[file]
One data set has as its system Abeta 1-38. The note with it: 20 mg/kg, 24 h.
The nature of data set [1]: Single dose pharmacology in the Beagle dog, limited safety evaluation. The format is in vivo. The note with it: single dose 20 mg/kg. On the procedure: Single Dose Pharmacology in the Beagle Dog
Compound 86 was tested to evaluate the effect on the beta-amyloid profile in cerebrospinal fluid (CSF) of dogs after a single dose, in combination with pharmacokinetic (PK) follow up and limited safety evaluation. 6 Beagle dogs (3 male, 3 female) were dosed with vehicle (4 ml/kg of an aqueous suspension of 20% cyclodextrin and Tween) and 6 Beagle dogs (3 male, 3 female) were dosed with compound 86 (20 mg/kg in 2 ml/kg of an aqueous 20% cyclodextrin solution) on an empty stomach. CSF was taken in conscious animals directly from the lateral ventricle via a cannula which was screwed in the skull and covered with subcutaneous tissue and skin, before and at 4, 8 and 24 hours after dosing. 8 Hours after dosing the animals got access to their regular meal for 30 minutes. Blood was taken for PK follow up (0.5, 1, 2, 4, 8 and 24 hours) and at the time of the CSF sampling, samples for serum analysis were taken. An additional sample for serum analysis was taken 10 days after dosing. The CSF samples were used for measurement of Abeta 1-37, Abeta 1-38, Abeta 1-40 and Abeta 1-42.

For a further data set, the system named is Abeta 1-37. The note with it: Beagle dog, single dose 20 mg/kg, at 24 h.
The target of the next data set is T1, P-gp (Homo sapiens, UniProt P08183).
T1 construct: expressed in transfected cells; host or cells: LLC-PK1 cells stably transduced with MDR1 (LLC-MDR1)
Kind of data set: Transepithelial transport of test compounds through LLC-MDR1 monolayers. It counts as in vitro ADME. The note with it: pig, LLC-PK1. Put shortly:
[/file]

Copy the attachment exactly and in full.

One data set has as its system Abeta 1-38. The note with it: 20 mg/kg, 24 h.
The nature of data set [1]: Single dose pharmacology in the Beagle dog, limited safety evaluation. The format is in vivo. The note with it: single dose 20 mg/kg. On the procedure: Single Dose Pharmacology in the Beagle Dog
Compound 86 was tested to evaluate the effect on the beta-amyloid profile in cerebrospinal fluid (CSF) of dogs after a single dose, in combination with pharmacokinetic (PK) follow up and limited safety evaluation. 6 Beagle dogs (3 male, 3 female) were dosed with vehicle (4 ml/kg of an aqueous suspension of 20% cyclodextrin and Tween) and 6 Beagle dogs (3 male, 3 female) were dosed with compound 86 (20 mg/kg in 2 ml/kg of an aqueous 20% cyclodextrin solution) on an empty stomach. CSF was taken in conscious animals directly from the lateral ventricle via a cannula which was screwed in the skull and covered with subcutaneous tissue and skin, before and at 4, 8 and 24 hours after dosing. 8 Hours after dosing the animals got access to their regular meal for 30 minutes. Blood was taken for PK follow up (0.5, 1, 2, 4, 8 and 24 hours) and at the time of the CSF sampling, samples for serum analysis were taken. An additional sample for serum analysis was taken 10 days after dosing. The CSF samples were used for measurement of Abeta 1-37, Abeta 1-38, Abeta 1-40 and Abeta 1-42.

For a further data set, the system named is Abeta 1-37. The note with it: Beagle dog, single dose 20 mg/kg, at 24 h.
The target of the next data set is T1, P-gp (Homo sapiens, UniProt P08183).
T1 construct: expressed in transfected cells; host or cells: LLC-PK1 cells stably transduced with MDR1 (LLC-MDR1)
Kind of data set: Transepithelial transport of test compounds through LLC-MDR1 monolayers. It counts as in vitro ADME. The note with it: pig, LLC-PK1. Put shortly: